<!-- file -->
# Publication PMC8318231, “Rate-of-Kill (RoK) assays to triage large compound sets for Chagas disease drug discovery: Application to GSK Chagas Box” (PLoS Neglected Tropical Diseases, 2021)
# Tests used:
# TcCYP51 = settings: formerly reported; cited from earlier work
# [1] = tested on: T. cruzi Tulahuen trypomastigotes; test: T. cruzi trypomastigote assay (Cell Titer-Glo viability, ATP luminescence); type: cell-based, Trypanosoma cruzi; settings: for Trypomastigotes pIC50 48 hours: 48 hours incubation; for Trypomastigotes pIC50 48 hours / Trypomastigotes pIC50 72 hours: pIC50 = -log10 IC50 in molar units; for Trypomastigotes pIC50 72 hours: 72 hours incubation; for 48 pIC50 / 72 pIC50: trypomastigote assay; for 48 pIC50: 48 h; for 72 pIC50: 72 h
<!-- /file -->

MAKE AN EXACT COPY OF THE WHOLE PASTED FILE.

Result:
# Publication PMC8318231, “Rate-of-Kill (RoK) assays to triage large compound sets for Chagas disease drug discovery: Application to GSK Chagas Box” (PLoS Neglected Tropical Diseases, 2021)
# Tests used:
# TcCYP51 = settings: formerly reported; cited from earlier work
# [1] = tested on: T. cruzi Tulahuen trypomastigotes; test: T. cruzi trypomastigote assay (Cell Titer-Glo viability, ATP luminescence); type: cell-based, Trypanosoma cruzi; settings: for Trypomastigotes pIC50 48 hours: 48 hours incubation; for Trypomastigotes pIC50 48 hours / Trypomastigotes pIC50 72 hours: pIC50 = -log10 IC50 in molar units; for Trypomastigotes pIC50 72 hours: 72 hours incubation; for 48 pIC50 / 72 pIC50: trypomastigote assay; for 48 pIC50: 48 h; for 72 pIC50: 72 h